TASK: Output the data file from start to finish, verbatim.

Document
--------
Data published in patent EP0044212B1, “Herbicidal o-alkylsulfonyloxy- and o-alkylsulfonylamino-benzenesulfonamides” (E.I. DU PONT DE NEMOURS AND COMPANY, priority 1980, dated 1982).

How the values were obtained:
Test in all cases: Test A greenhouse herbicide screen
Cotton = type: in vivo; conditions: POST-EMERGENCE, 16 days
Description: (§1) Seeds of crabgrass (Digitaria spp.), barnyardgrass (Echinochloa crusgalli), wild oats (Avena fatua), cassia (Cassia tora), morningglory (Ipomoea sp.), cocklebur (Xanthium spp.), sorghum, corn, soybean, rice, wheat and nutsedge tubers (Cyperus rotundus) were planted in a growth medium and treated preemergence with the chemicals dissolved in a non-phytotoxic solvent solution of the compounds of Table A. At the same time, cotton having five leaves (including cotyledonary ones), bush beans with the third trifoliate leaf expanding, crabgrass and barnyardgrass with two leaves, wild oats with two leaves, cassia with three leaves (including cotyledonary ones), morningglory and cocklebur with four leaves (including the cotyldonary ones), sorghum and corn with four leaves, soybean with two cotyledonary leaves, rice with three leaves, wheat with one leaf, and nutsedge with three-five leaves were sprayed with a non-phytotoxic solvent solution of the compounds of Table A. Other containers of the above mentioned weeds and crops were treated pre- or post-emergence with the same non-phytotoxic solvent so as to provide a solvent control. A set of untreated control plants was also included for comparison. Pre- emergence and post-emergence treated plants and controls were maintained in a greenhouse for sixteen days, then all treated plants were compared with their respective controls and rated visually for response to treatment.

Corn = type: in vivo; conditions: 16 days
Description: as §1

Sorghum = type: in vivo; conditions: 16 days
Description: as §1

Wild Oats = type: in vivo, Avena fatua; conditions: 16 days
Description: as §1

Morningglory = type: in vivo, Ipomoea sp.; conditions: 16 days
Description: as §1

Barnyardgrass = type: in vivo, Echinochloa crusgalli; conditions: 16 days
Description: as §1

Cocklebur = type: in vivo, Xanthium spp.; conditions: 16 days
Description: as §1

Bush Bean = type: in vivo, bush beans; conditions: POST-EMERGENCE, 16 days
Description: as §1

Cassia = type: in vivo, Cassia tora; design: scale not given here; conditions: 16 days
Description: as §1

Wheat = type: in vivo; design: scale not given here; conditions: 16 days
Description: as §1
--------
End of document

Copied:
Data published in patent EP0044212B1, “Herbicidal o-alkylsulfonyloxy- and o-alkylsulfonylamino-benzenesulfonamides” (E.I. DU PONT DE NEMOURS AND COMPANY, priority 1980, dated 1982).

How the values were obtained:
Test in all cases: Test A greenhouse herbicide screen
Cotton = type: in vivo; conditions: POST-EMERGENCE, 16 days
Description: (§1) Seeds of crabgrass (Digitaria spp.), barnyardgrass (Echinochloa crusgalli), wild oats (Avena fatua), cassia (Cassia tora), morningglory (Ipomoea sp.), cocklebur (Xanthium spp.), sorghum, corn, soybean, rice, wheat and nutsedge tubers (Cyperus rotundus) were planted in a growth medium and treated preemergence with the chemicals dissolved in a non-phytotoxic solvent solution of the compounds of Table A. At the same time, cotton having five leaves (including cotyledonary ones), bush beans with the third trifoliate leaf expanding, crabgrass and barnyardgrass with two leaves, wild oats with two leaves, cassia with three leaves (including cotyledonary ones), morningglory and cocklebur with four leaves (including the cotyldonary ones), sorghum and corn with four leaves, soybean with two cotyledonary leaves, rice with three leaves, wheat with one leaf, and nutsedge with three-five leaves were sprayed with a non-phytotoxic solvent solution of the compounds of Table A. Other containers of the above mentioned weeds and crops were treated pre- or post-emergence with the same non-phytotoxic solvent so as to provide a solvent control. A set of untreated control plants was also included for comparison. Pre- emergence and post-emergence treated plants and controls were maintained in a greenhouse for sixteen days, then all treated plants were compared with their respective controls and rated visually for response to treatment.

Corn = type: in vivo; conditions: 16 days
Description: as §1

Sorghum = type: in vivo; conditions: 16 days
Description: as §1

Wild Oats = type: in vivo, Avena fatua; conditions: 16 days
Description: as §1

Morningglory = type: in vivo, Ipomoea sp.; conditions: 16 days
Description: as §1

Barnyardgrass = type: in vivo, Echinochloa crusgalli; conditions: 16 days
Description: as §1

Cocklebur = type: in vivo, Xanthium spp.; conditions: 16 days
Description: as §1

Bush Bean = type: in vivo, bush beans; conditions: POST-EMERGENCE, 16 days
Description: as §1

Cassia = type: in vivo, Cassia tora; design: scale not given here; conditions: 16 days
Description: as §1

Wheat = type: in vivo; design: scale not given here; conditions: 16 days
Description: as §1